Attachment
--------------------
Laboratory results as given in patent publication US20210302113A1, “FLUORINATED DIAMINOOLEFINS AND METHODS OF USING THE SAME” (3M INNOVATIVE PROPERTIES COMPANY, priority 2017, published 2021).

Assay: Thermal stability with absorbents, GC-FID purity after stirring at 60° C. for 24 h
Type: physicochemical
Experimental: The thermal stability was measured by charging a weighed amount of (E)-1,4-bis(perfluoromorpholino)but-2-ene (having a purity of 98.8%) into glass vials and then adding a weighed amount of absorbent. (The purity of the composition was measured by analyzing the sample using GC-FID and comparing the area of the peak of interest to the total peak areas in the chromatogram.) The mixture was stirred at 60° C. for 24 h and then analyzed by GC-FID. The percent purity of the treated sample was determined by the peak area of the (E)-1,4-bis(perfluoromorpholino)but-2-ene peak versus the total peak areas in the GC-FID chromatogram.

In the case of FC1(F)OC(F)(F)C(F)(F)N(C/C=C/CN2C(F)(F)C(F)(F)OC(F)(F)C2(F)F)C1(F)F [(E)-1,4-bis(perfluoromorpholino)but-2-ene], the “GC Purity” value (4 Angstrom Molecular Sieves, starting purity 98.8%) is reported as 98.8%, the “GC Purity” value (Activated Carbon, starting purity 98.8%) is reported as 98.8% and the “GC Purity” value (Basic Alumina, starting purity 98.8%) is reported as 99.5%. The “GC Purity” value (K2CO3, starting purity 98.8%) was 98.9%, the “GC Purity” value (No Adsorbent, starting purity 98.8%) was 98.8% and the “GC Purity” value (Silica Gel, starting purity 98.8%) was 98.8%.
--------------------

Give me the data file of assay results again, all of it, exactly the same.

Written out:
Laboratory results as given in patent publication US20210302113A1, “FLUORINATED DIAMINOOLEFINS AND METHODS OF USING THE SAME” (3M INNOVATIVE PROPERTIES COMPANY, priority 2017, published 2021).

Assay: Thermal stability with absorbents, GC-FID purity after stirring at 60° C. for 24 h
Type: physicochemical
Experimental: The thermal stability was measured by charging a weighed amount of (E)-1,4-bis(perfluoromorpholino)but-2-ene (having a purity of 98.8%) into glass vials and then adding a weighed amount of absorbent. (The purity of the composition was measured by analyzing the sample using GC-FID and comparing the area of the peak of interest to the total peak areas in the chromatogram.) The mixture was stirred at 60° C. for 24 h and then analyzed by GC-FID. The percent purity of the treated sample was determined by the peak area of the (E)-1,4-bis(perfluoromorpholino)but-2-ene peak versus the total peak areas in the GC-FID chromatogram.

In the case of FC1(F)OC(F)(F)C(F)(F)N(C/C=C/CN2C(F)(F)C(F)(F)OC(F)(F)C2(F)F)C1(F)F [(E)-1,4-bis(perfluoromorpholino)but-2-ene], the “GC Purity” value (4 Angstrom Molecular Sieves, starting purity 98.8%) is reported as 98.8%, the “GC Purity” value (Activated Carbon, starting purity 98.8%) is reported as 98.8% and the “GC Purity” value (Basic Alumina, starting purity 98.8%) is reported as 99.5%. The “GC Purity” value (K2CO3, starting purity 98.8%) was 98.9%, the “GC Purity” value (No Adsorbent, starting purity 98.8%) was 98.8% and the “GC Purity” value (Silica Gel, starting purity 98.8%) was 98.8%.